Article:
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post #1 of 8
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:laser:What is the VERY least amount of salt or sugar you can use to activate yeast?
post #2 of 8
None. First of all, salt inhibits growth of yeast. And if the yeast is fresh enough, merely rehydrating it will be enough to get it started. Then when it is mixed with the flour, it has the food it needs.

Although I suppose if you did want to add a pinch of sugar, that would be sufficient to get it going. But it isn't necessary. Think about so many of the Italian breads: nothing but flour, water, and yeast. Not even salt.
"Notorious stickler" -- The New York Times, January 4, 2004
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"Notorious stickler" -- The New York Times, January 4, 2004
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post #3 of 8
Zero?

I always thought that all that was needed was flour and water, and not that much flour?
Chef,
Specialties: MasterCook/RecipeFox; Culinary logistics; Personal Chef; Small restaurant owner; Caterer
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Chef,
Specialties: MasterCook/RecipeFox; Culinary logistics; Personal Chef; Small restaurant owner; Caterer
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post #4 of 8
Warm water is all that is necessary to activate yeast. In addition, it's been my understanding that salt actually inhibits yeast.
"The pressure's on...let's cook something!"
 
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"The pressure's on...let's cook something!"
 
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post #5 of 8
Salt kills yeast and sugar is simply used to check if dry active yeast is still alive. All you need is water and flour.
"If it's chicken, chicken a la king. If it's fish, fish a la king. If it's turkey, fish a la king." -Bender
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"If it's chicken, chicken a la king. If it's fish, fish a la king. If it's turkey, fish a la king." -Bender
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post #6 of 8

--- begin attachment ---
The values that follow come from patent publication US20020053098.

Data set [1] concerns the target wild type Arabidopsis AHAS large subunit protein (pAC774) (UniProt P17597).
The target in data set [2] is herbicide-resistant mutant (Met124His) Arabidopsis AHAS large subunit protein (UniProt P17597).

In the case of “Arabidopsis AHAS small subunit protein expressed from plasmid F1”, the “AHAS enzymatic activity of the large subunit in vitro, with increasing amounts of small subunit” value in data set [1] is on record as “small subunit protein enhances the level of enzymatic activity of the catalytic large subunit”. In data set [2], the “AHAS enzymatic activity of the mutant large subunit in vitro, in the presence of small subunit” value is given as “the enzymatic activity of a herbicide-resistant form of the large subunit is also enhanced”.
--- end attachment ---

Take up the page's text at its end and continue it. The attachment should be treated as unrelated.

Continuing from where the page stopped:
Salt kills yeast, agreed.

Sugar -- or honey, syrup, beet reduction, whatever -- is simply a purer form of food for the yeast than the sugars present in flour.

Remember, yeast is a small organism that basically eats sugar and farts. When it's eaten enough, it generally either goes dormant or dies. So if you have a huge amount of pure sugar of any kind in your dough, the yeast its it all up, farts massively, and stops. So you get a rapid rise that ends quickly. If you have no pure sugar at all, i.e. your dough is all flour like in a French baguette, the yeast takes a good while to produce much farting action.

Let's try this differently. What are you trying to bake?

Edit: Clarification. Yeast is a small organism that eats sugar and THEN farts. It doesn't eat your farts. I'd not recommend that as a baking technique, at all.
post #7 of 8
You forgot the oxygen half of the equation. It farts when it can breathe. When it can't breathe oxygen, it still eats sugar, then excretes alcohol until it poisons itself or runs out of sugar.
Palace of the Brine -- "I hear the droning in the shrine of the sea monkeys." Saltair
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Palace of the Brine -- "I hear the droning in the shrine of the sea monkeys." Saltair
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post #8 of 8
Oh god, a frat boy yeast getting alcohol poisoning!
"Siduri said, 'Gilgamesh, where are you roaming? You will never find the eternal life that you seek...Savour your food, make each of your days a delight, ... let music and dancing fill your house, love the child who holds you by the hand and give your wife pleasure in your embrace.'"
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"Siduri said, 'Gilgamesh, where are you roaming? You will never find the eternal life that you seek...Savour your food, make each of your days a delight, ... let music and dancing fill your house, love the child who holds you by the hand and give your wife pleasure in your embrace.'"
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